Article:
As anyone with chronic pain can tell you (or a chronic illness for that matter), nothing is worse than when you are too sore to even participate in the most simple activities. These most basic things are usually what give you your much needed breaks of pleasure amongst the pain, and they are the peaks to an otherwise constant flow of noise in the body electric. I have cruised through today, floating at last in the rescue raft, lifeboat, called, "VACATION."
Though I'd hoped to put the garden to sleep by now, it is a work in progress, and now that I have a window to the world again, I must close it and look away, at least until... I AM IN SAN FRAN on ELECTION DAY!!!! Until then, I must direct all of my energy around: time management, getting the basics done, laundry, light editing work, and my least favorite thing of all—rest.
To keep this in focus, plants will be involved too, and I will see several gardens, and old friends. I am looking forward to City Lights Bookstore, hanging with my husband looking at art, and best of all, haunting North Beach.
Once a west coast center of Italian-American life, it is only a shell now of what it once was. During its last days, almost a decade ago, I met an old Sicilian stranger and he helped to change my life. He had just discovered the body of an old friend who'd passed away "alone in America." He was speaking in dialect to a friend and I was listening. He saw me and could tell I'd understood. He asked me where my family had come from and I said, "Sicilia a long time ago." He asked me if I'd like to talk, if I needed to talk, and I said, "Yes." After an hour or two of coffee I left that day knowing that I would not die "alone in America."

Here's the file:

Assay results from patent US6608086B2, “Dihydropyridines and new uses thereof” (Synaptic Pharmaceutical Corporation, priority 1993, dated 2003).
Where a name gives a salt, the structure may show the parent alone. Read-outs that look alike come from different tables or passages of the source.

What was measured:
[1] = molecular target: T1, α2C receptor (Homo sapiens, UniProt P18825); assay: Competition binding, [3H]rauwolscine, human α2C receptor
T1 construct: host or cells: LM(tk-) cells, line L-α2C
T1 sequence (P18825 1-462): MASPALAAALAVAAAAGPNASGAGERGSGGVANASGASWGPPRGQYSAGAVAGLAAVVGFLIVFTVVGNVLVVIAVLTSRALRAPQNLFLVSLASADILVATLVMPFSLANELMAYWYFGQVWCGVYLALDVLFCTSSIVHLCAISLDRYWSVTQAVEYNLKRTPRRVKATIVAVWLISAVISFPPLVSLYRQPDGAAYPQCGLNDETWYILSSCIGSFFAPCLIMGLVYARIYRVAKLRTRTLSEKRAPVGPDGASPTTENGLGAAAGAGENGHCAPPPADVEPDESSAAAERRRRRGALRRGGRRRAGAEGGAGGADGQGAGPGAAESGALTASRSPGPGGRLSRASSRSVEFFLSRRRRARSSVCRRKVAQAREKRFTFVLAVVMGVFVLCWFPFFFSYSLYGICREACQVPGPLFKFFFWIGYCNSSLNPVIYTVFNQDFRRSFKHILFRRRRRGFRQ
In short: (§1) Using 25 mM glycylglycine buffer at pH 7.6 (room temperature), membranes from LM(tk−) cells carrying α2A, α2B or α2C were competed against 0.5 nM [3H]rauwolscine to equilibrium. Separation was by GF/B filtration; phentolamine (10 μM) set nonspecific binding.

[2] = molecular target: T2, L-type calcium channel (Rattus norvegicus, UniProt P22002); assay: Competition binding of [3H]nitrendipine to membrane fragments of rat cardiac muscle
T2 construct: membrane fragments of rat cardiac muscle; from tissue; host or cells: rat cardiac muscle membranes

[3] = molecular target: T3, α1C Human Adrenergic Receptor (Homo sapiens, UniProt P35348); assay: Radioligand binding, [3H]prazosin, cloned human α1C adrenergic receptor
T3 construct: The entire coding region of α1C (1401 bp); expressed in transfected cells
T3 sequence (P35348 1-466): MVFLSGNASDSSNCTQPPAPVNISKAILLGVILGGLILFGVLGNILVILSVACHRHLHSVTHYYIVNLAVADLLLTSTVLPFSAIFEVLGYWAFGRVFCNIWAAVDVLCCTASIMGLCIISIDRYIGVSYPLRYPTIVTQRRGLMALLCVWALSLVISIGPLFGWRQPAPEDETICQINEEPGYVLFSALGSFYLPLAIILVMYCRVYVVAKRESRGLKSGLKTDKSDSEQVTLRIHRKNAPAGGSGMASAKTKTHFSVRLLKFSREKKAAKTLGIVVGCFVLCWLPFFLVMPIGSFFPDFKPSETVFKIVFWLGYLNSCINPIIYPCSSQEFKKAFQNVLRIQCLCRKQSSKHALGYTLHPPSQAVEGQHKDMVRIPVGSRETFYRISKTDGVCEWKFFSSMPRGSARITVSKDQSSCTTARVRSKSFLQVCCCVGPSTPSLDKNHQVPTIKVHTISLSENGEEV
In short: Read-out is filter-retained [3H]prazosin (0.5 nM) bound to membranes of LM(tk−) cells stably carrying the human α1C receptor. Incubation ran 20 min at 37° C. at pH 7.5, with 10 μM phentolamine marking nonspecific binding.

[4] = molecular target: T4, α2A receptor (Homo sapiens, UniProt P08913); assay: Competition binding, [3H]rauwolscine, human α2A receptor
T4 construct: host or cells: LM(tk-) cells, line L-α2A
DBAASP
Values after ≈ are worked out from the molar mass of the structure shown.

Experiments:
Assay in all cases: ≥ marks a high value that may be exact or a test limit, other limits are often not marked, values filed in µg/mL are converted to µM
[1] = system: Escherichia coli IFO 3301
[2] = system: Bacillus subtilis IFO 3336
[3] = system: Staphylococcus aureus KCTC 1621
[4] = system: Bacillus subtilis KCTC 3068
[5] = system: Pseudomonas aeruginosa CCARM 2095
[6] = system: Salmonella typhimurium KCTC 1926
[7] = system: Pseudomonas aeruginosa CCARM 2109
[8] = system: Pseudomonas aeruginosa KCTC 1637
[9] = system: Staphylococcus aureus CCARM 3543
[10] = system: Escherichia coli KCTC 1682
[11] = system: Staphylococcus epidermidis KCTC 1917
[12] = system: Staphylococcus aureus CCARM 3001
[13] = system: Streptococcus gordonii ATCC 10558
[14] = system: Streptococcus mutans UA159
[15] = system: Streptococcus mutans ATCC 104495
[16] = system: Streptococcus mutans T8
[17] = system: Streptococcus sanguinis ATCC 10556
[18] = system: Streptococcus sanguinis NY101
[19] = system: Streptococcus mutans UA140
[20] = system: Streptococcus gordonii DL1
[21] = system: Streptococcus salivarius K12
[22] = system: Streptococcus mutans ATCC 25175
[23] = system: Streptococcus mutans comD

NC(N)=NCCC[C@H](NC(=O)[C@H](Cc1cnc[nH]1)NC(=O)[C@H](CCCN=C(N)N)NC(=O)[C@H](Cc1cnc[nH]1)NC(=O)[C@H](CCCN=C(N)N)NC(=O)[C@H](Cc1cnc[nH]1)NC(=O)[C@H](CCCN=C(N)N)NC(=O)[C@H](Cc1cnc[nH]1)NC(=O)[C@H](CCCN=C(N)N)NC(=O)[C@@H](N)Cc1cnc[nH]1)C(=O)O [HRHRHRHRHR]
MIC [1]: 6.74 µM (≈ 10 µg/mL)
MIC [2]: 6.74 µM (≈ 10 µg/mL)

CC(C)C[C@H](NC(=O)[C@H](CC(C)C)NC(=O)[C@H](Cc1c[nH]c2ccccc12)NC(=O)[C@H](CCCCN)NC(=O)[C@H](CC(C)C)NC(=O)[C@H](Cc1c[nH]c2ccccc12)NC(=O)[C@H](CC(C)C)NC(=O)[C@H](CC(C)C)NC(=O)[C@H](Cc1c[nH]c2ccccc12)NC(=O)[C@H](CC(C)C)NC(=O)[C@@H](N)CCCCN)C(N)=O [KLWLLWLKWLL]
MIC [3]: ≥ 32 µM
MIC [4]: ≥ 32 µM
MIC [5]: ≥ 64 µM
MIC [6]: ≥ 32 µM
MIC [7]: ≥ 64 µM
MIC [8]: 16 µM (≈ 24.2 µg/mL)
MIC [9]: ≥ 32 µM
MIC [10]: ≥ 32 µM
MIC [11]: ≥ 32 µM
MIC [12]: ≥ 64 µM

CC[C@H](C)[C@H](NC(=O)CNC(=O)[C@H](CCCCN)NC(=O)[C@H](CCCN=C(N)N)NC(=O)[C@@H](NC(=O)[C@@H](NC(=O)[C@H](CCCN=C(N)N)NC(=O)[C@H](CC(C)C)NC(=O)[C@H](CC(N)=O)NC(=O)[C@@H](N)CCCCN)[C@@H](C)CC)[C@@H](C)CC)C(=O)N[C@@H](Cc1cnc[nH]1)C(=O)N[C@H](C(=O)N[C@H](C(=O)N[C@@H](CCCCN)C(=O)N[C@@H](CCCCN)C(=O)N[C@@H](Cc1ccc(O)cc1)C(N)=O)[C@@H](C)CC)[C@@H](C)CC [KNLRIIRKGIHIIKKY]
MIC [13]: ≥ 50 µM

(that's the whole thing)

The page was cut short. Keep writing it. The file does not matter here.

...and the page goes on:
For this reason, the return to North Beach with my husband is always magical to me because I feel like I'd cast a spell that day long ago. At my feet was a bag full of books that eventually led me to the class where I met my husband. He is just what we'd spoken of that day. An old Sicilian stranger and I, imaging the perfect husband for me. He was like any of my great-uncles or their cousins but by then I'd lost almost all but one. He'd been to where my family still lives in Sicily and told me of the town's honey. That conversation still astounds me.
And now I am here at home, dealing with some pretty horrible pain, wanting to think of plants, and growing them, but I can't. My mind is fuzzy and blank. I cannot think with that humming buzzing shaking. My next simple pleasure will be coffee at breakfast, and my thoughts now, of San Fran and a Sicilian-American stranger I once met, and thoughts of the other I married.
Here's to chance encounters and dreams of the marvelous.